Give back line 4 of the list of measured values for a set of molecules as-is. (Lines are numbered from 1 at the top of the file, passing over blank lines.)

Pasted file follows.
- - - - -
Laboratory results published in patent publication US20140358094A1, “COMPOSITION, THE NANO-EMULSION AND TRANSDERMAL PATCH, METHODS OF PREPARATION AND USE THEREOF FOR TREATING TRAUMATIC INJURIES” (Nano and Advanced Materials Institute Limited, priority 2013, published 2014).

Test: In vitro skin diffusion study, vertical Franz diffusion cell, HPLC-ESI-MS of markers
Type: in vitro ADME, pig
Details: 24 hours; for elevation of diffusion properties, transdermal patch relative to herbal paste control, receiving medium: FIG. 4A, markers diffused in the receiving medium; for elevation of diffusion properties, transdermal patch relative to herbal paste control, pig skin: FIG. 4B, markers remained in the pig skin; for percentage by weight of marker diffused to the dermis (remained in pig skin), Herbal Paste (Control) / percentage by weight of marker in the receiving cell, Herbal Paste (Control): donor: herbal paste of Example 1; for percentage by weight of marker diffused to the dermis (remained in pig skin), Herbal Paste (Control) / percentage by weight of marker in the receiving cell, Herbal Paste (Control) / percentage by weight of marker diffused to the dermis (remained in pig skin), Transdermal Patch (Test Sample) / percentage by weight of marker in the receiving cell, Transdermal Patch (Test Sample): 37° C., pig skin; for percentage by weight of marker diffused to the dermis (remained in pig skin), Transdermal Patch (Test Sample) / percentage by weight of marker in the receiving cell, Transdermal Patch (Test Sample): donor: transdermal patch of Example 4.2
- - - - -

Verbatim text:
Details: 24 hours; for elevation of diffusion properties, transdermal patch relative to herbal paste control, receiving medium: FIG. 4A, markers diffused in the receiving medium; for elevation of diffusion properties, transdermal patch relative to herbal paste control, pig skin: FIG. 4B, markers remained in the pig skin; for percentage by weight of marker diffused to the dermis (remained in pig skin), Herbal Paste (Control) / percentage by weight of marker in the receiving cell, Herbal Paste (Control): donor: herbal paste of Example 1; for percentage by weight of marker diffused to the dermis (remained in pig skin), Herbal Paste (Control) / percentage by weight of marker in the receiving cell, Herbal Paste (Control) / percentage by weight of marker diffused to the dermis (remained in pig skin), Transdermal Patch (Test Sample) / percentage by weight of marker in the receiving cell, Transdermal Patch (Test Sample): 37° C., pig skin; for percentage by weight of marker diffused to the dermis (remained in pig skin), Transdermal Patch (Test Sample) / percentage by weight of marker in the receiving cell, Transdermal Patch (Test Sample): donor: transdermal patch of Example 4.2